Parents caught wind of the story and -- with no internet to fact check -- believed the candy was a killer. They flooded the phone lines at General Foods' corporate offices, ringing off the hook, 24-hours day, seven days a week, according to Rudolph. "Is it true that Mikey is dead from eating Pop Rocks?" worried mothers would ask.
"It killed me," Saltzgaber says. "Retailers called, wanting to send it back."
Rudolph adds, "Sales were going down the tubes."
To put the rumor to bed, the company first called dozens of principals at grade schools across America, but it was a game of whack-a-mole. By the second week of 1979, sales had plunged dramatically.
Frustrated, executives coughed up $500,000 to buy full-page ads in 45 major newspapers. The ads insisted Pop Rocks "could induce nothing worse in the human body than a hearty, non-life-threatening belch." But the ads didn’t work.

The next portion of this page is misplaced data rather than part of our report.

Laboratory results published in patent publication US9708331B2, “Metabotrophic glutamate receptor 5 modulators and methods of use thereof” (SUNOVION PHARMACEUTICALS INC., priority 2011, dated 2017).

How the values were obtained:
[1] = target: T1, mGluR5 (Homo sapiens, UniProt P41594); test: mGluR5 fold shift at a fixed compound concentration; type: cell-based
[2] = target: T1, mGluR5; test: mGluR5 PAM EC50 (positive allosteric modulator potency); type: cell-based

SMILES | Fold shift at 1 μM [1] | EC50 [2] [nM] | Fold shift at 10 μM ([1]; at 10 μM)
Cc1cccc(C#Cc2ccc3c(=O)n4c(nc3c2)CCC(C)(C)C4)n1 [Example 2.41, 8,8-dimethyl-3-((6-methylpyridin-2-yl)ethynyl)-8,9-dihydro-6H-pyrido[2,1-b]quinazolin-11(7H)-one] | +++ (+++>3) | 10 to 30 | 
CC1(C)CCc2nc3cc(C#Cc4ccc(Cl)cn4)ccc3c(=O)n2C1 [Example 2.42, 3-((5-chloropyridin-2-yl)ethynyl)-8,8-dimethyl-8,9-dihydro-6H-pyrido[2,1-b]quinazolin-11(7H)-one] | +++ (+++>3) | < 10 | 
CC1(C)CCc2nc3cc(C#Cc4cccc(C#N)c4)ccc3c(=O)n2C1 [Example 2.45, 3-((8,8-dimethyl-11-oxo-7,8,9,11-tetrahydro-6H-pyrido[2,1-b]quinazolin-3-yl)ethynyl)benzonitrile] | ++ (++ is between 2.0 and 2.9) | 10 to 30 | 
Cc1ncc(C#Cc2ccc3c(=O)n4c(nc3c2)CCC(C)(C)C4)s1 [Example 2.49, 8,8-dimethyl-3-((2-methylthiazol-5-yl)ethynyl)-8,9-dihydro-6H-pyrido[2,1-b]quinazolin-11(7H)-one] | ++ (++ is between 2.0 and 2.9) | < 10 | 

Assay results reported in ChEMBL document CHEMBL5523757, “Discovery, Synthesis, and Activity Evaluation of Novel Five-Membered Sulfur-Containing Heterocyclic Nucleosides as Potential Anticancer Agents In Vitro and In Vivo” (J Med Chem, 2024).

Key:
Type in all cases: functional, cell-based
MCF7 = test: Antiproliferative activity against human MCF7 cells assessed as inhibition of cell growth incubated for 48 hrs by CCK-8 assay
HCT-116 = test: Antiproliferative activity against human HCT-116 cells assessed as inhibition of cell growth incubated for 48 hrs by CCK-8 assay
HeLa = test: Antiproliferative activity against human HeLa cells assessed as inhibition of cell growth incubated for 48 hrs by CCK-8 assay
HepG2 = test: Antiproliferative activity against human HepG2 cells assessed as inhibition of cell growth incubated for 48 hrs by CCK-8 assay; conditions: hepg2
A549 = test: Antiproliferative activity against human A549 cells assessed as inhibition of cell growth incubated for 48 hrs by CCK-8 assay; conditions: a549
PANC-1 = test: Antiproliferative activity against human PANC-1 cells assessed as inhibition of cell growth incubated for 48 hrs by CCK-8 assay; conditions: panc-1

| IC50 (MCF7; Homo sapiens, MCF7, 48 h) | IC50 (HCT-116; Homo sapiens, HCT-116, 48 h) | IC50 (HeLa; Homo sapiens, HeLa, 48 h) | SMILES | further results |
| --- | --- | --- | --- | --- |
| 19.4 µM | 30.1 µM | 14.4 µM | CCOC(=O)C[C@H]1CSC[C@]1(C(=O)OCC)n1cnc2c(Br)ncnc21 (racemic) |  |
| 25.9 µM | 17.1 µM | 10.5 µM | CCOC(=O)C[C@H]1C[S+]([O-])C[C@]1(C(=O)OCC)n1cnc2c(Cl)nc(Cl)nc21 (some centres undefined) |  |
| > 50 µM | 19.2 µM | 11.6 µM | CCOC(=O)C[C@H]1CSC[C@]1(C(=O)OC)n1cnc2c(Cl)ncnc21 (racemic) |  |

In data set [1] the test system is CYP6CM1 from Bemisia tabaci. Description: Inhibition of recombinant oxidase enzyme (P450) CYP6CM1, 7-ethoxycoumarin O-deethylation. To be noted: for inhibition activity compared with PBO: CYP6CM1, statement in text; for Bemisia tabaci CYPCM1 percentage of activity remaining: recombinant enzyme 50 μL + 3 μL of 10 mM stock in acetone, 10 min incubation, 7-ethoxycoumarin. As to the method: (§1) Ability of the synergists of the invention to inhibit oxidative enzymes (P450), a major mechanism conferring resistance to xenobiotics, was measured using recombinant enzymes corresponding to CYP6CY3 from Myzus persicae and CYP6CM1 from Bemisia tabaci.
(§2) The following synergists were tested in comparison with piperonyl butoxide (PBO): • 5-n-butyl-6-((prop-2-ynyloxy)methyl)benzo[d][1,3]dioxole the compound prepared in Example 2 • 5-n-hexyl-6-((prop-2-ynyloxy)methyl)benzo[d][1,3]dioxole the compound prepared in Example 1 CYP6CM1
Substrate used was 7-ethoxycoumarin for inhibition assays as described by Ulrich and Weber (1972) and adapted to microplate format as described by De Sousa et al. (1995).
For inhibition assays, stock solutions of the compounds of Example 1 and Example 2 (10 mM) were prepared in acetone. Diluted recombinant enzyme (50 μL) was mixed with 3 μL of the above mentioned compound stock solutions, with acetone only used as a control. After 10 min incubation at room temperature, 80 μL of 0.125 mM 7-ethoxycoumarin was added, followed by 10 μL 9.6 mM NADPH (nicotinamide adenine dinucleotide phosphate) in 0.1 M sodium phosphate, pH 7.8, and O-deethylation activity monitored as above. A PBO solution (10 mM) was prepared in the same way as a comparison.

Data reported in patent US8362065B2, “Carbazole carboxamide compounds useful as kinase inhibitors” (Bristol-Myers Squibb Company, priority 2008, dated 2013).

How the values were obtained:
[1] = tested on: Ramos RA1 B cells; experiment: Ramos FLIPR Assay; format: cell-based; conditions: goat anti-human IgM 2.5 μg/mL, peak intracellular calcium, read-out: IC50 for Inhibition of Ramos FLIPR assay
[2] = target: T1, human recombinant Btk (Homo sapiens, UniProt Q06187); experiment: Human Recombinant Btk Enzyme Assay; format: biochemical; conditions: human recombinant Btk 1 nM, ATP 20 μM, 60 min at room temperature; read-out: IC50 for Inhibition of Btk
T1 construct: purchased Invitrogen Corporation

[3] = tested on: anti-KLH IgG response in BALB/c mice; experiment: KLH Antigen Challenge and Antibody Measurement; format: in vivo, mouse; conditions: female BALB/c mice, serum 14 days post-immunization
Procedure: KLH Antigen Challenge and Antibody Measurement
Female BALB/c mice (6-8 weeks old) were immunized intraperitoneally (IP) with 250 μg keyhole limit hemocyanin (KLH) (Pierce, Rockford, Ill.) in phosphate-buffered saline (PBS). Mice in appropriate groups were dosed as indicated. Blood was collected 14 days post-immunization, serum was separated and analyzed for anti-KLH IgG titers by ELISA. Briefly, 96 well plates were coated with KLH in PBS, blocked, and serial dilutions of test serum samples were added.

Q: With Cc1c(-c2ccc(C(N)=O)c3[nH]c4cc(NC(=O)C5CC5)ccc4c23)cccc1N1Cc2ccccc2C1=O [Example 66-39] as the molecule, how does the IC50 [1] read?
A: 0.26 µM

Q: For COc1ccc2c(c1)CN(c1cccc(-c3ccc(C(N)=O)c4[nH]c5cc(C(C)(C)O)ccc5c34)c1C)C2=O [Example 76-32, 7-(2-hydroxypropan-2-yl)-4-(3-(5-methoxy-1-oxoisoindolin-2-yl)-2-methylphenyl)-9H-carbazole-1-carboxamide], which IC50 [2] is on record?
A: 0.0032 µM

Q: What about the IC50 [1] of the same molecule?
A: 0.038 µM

That’s why, the next year, a second frantic call came into "Mikey’s" New York home. This time, a Pop Rocks executive was on the other line.
"We tried to get 'Mikey' to do a Pop Rocks commercial to prove he was really alive," says Saltzgaber. "It was the only way to squelch the rumor, which had captured the imagination of the people."
Pop Rocks honchos hoped that hiring the kid for an ad would prove to America that the candy was safe. But Gilchrist’s parents turned down the offer. The 12-year-old still had a contract with the makers of Life Cereal, which ran the iconic "He likes it!" ad until the mid-1980s. And that firm threatened to pull it from air if he inked a deal with Pop Rocks, says Rudolph.
The child actor’s mom and dad were simply trying to protect him, Gilchrist says. "They didn't want me to be associated with a negative story. They did a great job of shielding me from the whole thing. I’m sure they got a lot more calls than they let on," he explains.
Meanwhile, Gilchrist and his pals were knocking back pouches of Pop Rocks and feeling just fine. "It wasn’t my favorite candy, but I liked it," Gilchrist says. "I knew back then it couldn’t kill you. So did my friends -- because I standing right in front of them."